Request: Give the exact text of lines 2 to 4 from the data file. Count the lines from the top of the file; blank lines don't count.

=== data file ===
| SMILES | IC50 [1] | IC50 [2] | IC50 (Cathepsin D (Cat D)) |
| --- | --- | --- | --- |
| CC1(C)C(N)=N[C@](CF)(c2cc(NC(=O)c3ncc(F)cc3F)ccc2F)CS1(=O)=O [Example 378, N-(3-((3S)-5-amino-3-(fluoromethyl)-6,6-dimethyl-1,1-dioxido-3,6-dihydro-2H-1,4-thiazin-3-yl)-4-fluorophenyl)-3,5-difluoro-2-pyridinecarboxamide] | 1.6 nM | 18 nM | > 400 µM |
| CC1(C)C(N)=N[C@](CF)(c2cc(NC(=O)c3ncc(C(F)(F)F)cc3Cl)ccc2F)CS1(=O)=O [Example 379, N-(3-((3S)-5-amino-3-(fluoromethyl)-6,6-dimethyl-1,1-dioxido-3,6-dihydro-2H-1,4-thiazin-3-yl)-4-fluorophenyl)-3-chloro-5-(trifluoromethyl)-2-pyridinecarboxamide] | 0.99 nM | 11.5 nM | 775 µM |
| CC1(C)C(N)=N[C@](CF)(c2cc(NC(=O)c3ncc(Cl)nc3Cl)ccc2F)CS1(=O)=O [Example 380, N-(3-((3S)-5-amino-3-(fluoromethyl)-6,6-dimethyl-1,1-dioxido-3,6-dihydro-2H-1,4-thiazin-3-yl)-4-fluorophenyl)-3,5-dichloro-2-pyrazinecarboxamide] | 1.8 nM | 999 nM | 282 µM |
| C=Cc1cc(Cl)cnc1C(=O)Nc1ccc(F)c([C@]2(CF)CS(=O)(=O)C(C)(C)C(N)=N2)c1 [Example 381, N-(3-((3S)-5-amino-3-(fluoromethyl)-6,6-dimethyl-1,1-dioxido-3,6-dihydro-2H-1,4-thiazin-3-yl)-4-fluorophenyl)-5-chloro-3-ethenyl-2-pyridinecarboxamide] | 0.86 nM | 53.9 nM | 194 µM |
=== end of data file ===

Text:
| --- | --- | --- | --- |
| CC1(C)C(N)=N[C@](CF)(c2cc(NC(=O)c3ncc(F)cc3F)ccc2F)CS1(=O)=O [Example 378, N-(3-((3S)-5-amino-3-(fluoromethyl)-6,6-dimethyl-1,1-dioxido-3,6-dihydro-2H-1,4-thiazin-3-yl)-4-fluorophenyl)-3,5-difluoro-2-pyridinecarboxamide] | 1.6 nM | 18 nM | > 400 µM |
| CC1(C)C(N)=N[C@](CF)(c2cc(NC(=O)c3ncc(C(F)(F)F)cc3Cl)ccc2F)CS1(=O)=O [Example 379, N-(3-((3S)-5-amino-3-(fluoromethyl)-6,6-dimethyl-1,1-dioxido-3,6-dihydro-2H-1,4-thiazin-3-yl)-4-fluorophenyl)-3-chloro-5-(trifluoromethyl)-2-pyridinecarboxamide] | 0.99 nM | 11.5 nM | 775 µM |